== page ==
The system is also highly effective on new build projects and Climawin sensors and controllers are capable of integrating to more sophisticated building management systems, if required.

The system comes with both automatic and manual user control. The client’s preferences regarding desired indoor temperature and humidity are programmed into the system at installation. A small dashboard panel houses buttons that allow manual control of blind position and to shut off automation for periods when maintenance is being carried out if the user wishes to open the windows. An IT interface usable on PC or smartphone is also available.

In addition to its pre-heating function, Climawin’s warm-climate function, termed ‘self-cooling’ or ‘daylight without heat’, gives it another important dimension. Deployment of its integrated blinds allows daylight be reflected inside the building but without bringing unwanted solar gains with it. An outward-facing vent at the window head directs warm air out rather than in, so preventing the windows heating up.

Building users in warmer climates who are generally faced with the false choice of either opting for daylighting but needing electricity to remove the heat – or deploying shutters to keep light (and heat) out, but then needing electricity to light the space – will have another option with Climawin. Significant energy normally spent on artificial light in these circumstances can thus be saved.


Climawin appearance (with blinds)

The reference equated to a typical small family house in Ireland with fabric U values and performance criterion similar to 2011 building regulations (ie DEAP B2 to B3). Irish climate data (among others) was taken and assumptions that the occupants desired an internal temperature of 20 degrees Celcius were made.

The Fraunhofer and Aalborg university studies and trials showed that simply fitting Climawin to this better than average Irish house would reduce its annual energy demand by 19.9%. Other versions of the tests and models indicated it could be as much as 24%. These tests, of course, also take into account energy required to cool the buildings in warm months.

Perhaps even more importantly, from a comfort point of view, tests also showed that even on an overcast day or where walls face other than south, Climawin can recover 57% of the heat needed to make outside air comfortable (20 degrees Celcius) on its way in. This rises on a south-facing condition to meet 100% of the air heating needed and can even become a net energy gain in sunny conditions – where Climawin’s bypass and cooling functions could be utilised.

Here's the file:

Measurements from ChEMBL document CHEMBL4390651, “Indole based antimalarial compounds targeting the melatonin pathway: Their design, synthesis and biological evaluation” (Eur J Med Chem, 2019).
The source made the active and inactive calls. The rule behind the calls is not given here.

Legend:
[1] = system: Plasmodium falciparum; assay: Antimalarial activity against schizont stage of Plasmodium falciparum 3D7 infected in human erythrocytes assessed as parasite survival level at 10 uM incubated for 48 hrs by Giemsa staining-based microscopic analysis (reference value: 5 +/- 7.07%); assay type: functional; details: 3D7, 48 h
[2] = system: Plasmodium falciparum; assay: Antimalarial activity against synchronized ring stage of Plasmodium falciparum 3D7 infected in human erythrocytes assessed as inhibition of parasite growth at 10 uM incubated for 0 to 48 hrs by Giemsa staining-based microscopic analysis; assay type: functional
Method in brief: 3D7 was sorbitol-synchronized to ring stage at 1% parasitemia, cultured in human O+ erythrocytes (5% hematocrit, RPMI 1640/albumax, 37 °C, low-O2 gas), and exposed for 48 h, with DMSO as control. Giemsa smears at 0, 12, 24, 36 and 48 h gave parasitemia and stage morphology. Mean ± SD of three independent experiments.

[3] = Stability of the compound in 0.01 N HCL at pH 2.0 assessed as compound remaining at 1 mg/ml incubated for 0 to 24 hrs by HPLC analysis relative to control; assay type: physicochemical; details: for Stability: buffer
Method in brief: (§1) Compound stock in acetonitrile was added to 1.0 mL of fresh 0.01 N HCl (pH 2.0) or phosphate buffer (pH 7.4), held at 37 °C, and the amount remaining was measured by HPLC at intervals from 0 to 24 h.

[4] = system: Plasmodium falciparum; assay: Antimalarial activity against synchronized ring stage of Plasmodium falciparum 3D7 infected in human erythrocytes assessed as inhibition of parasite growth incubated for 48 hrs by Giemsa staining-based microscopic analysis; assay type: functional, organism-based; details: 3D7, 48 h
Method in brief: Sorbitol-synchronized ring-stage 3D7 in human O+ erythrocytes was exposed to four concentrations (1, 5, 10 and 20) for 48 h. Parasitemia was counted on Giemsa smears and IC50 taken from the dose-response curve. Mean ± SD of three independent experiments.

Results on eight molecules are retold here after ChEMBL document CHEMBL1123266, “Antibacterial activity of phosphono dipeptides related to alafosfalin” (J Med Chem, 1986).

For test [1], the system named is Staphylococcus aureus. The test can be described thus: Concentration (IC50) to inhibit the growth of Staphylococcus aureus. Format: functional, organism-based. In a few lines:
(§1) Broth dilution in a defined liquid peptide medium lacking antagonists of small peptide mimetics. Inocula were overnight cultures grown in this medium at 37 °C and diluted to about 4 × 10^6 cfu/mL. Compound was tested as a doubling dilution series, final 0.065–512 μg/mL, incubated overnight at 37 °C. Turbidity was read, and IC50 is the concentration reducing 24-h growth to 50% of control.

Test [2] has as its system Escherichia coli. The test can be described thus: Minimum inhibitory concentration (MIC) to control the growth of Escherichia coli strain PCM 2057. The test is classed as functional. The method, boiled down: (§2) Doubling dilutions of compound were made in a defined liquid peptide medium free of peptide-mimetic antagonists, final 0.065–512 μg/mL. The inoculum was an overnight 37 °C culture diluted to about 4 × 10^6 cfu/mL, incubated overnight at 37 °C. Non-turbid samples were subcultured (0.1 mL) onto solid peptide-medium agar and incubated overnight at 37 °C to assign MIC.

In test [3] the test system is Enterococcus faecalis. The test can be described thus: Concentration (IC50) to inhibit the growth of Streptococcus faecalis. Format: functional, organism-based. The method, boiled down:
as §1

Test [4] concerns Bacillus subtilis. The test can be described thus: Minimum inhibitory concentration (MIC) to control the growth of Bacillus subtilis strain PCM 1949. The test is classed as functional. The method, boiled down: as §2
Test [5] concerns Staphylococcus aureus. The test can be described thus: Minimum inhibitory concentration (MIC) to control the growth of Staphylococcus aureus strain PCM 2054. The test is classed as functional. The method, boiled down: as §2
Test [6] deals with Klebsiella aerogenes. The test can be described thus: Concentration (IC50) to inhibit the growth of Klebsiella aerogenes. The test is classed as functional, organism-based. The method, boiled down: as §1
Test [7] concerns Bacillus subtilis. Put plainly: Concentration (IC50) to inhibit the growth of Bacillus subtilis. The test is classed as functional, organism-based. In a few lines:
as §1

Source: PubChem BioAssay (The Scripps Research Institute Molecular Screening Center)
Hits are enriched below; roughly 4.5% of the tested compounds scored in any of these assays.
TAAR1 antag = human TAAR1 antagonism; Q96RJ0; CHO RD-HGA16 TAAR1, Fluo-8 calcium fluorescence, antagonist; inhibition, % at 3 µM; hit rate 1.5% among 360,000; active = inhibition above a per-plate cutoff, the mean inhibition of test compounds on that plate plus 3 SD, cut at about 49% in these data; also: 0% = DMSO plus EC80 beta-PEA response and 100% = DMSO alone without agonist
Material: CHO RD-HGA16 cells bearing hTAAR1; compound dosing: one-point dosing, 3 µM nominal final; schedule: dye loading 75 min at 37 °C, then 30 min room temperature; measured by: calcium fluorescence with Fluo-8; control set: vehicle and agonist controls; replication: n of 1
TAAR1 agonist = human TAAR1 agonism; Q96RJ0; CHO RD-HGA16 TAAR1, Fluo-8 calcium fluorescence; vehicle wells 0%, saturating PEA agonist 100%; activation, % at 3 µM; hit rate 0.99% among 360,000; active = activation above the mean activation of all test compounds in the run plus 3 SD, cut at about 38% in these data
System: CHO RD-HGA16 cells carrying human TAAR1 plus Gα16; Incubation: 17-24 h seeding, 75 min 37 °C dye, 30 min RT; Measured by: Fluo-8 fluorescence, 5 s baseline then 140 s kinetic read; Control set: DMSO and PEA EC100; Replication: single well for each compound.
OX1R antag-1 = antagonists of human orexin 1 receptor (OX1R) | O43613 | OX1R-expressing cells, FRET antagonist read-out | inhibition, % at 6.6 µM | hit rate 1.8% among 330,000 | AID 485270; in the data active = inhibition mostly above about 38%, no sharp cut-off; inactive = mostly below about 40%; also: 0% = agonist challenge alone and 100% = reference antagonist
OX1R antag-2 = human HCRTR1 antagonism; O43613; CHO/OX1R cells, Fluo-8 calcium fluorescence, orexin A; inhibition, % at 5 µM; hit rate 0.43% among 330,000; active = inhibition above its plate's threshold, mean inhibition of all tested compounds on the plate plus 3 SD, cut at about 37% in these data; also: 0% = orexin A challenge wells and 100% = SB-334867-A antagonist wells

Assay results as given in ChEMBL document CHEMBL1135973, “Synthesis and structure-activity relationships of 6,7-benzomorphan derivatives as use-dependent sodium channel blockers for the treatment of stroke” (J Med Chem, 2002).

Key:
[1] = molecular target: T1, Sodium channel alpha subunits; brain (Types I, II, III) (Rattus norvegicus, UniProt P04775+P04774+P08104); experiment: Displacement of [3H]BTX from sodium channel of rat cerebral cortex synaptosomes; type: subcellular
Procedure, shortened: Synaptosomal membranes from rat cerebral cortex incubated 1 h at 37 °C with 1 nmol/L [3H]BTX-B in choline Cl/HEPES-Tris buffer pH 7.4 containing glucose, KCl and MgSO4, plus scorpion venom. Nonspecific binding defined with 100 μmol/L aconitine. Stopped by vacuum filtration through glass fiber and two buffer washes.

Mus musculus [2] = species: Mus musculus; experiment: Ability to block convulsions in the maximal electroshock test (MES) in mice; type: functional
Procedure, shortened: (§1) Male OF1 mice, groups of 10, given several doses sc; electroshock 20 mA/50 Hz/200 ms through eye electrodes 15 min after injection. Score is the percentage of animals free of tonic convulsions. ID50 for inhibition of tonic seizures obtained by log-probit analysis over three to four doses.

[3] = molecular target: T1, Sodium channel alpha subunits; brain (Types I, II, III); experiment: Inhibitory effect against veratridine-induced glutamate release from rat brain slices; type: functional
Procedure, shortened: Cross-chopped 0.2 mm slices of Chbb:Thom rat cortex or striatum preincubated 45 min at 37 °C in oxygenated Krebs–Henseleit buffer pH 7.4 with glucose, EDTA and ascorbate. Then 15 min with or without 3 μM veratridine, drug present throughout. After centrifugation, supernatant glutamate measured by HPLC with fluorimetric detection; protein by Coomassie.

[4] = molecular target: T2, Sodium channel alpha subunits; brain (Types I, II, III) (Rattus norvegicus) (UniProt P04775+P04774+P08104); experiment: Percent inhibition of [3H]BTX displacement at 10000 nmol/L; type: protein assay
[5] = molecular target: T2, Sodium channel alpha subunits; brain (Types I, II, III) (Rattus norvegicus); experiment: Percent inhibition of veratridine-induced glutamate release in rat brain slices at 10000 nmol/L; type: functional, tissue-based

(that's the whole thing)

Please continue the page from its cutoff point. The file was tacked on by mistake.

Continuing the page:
In terms of air temperature increase, on an overcast winter day, the tests showed that incoming air could be increased in temperature by 11.5 degrees Celcius and, on a sunny day (even in winter), by 20 degrees Celcius plus.

With regard to U value, the windows themselves vary from near passive standard (0.085 to 1.1 W/m2K) to – perhaps counter intuitively – a positive U value (i.e. heat gain not loss).

Climawin is a technology that can be integrated in any window section or profile. The set consist of proprietary valves, inserts, electronics and sensors that can be integrated into any window system. Licenced production partnerships with manufacturers in different regions is one route to market being considered by the developers but, in the immediate term, the product will be made in Denmark and Germany in both wood composite and aluminium.


Brian O’Brian is a partner at Solearth Ecological Architecture,  a professional architecture practice in Dublin that has specialised in sustainable and ecological design for the last 12 years and a director of Climawin Atlantic. Climawin Atlantic is the Irish partner for Climawin. He is an honours graduate of the Dublin School of Architecture and the University of California at Berkeley, where he completed a Master’s in Architecture specialising in sustainability/energy efficiency and ecological design in 1998.


O’Brien has worked with renowned pioneers in their fields Sim Van der Ryn and Pliny Fisk in the US and Edward Cullinan Architects in London. He has been the architect for award-winning green projects like the Daintree Building, the Emerald Project and the Village in Tipperary. O’Brien introduced the Living Building Challenge to Ireland in 2010 and is chair of the Living Building Institute of Ireland. O'RiordanElecclimate change,Denmark,Germany,heat
  Author: Brian O'Brien, director and partner, Solearth Architecture Ltd, M Arch (Berkeley); B Arch Sci (TCD/DIT); Bau-biologist MRIAI Taking problems and turning them into opportunities is what designers of all kinds live for. Two particular problems in buildings have long tantalised engineers, with transformative solutions seemingly always out of reach. Firstly, building...